The first part of the chain, who may well be a mortgage adviser, asks the customer in their factfinding process to take a “profile survey” on an app that takes approximately 10 minutes. The adviser then sources a lender and submits their application. Under the Consumer Duty the lender is also obliged to identify and report on any vulnerabilities found to ensure that a good outcome is achieved. This could well be performed on a different platform or using the same tool, but whatever the case, the customer would have to go through the whole process again. If the customer doesn’t meet lending criteria and the application is turned down by underwriting, the adviser will then need to ‘rebroke’ the case to a new lender, who will also have a vulnerable circumstance identification tool that the customer must complete. This lender may also use a servicing company for origination, which will also require a vulnerability assessment. Should the application be accepted, the customer may decide to take out some protection insurance. This will then lead to another vulnerability assessment and so forth. The list can go on and on. And all the while the customer can get very frustrated and upset at having to do the same assessments time and time again. Ultimately even if all the assessments come out with the same result, it can be a very inconvenient and repetitive process for the end customer and can often add to their already vulnerable state. This doesn’t help anyone.


Sharing throughout the distribution chain

This is where the concept of sharing vulnerable data becomes imperative to good customer experiences. In sharing data, the initial contact, the adviser would conduct the assessment, and then share the findings throughout the distribution chain. The key to ensuring that this sharing relationship works is transparency, disclosure, ensuring customer understanding and discharging responsibilities efficiently and effectively. A correctly and well worded privacy template will also be essential too. If the privacy or fair processing notice of the adviser is drafted correctly, and the terms of business with all the lenders are adequate, then all should be well.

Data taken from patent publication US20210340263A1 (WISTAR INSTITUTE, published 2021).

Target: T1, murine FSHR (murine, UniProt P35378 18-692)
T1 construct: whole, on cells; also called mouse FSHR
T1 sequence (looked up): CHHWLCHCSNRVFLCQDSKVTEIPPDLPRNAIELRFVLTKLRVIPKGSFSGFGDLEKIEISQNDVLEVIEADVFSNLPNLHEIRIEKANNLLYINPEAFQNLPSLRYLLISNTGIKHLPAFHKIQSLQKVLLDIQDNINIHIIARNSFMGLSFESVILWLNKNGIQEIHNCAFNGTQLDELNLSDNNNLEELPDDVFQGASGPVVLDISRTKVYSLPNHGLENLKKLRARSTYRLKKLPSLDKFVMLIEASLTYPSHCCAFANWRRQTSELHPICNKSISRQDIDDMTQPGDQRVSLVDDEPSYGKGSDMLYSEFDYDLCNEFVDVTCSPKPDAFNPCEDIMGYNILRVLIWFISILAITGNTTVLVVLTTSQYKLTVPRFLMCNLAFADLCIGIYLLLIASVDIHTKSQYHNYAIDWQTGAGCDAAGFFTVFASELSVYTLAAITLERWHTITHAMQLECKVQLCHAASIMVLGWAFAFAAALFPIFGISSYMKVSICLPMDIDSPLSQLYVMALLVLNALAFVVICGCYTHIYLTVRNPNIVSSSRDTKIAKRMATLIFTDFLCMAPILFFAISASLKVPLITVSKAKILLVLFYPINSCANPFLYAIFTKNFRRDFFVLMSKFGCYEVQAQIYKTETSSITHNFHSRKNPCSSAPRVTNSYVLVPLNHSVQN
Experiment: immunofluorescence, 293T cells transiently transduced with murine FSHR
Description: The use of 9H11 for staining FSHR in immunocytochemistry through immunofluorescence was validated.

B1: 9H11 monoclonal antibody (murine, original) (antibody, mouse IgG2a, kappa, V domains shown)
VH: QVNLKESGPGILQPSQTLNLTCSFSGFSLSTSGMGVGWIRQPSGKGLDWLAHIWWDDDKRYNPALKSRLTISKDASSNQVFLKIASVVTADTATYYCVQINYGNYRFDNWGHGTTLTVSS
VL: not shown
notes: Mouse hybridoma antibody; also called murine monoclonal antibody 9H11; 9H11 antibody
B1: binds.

Of course, I can understand firms wanting to be in control of the quality of their vulnerability assessments and the easiest way to overcome this inconsistency is to use accredited clinical solutions. I believe it will soon become obligatory to use an industry standard in order to facilitate great customer experience. UK GDPR and Data Protection has always had the ability for firms to share sensitive personal data, as long as the privacy statement includes explicit consent and provider, or distributor agreements are adequate.


With this in mind, as firms are finalising their Consumer Duty implementation plans to submit to their governing boards for scrutiny and challenge by the end of October, they must include a review of their privacy policy, a review of introducer terms of business and a selection of accredited clinical vulnerability identification and recording system.


The underlying message here is that industry professionals must all work much closer together to ensure a more joined up approach from the off and provide the end customer with a better experience. A long-term, collaborative solution by all parties is required here. And it must be one that will hold up to regulatory scrutiny long term to put the customer first.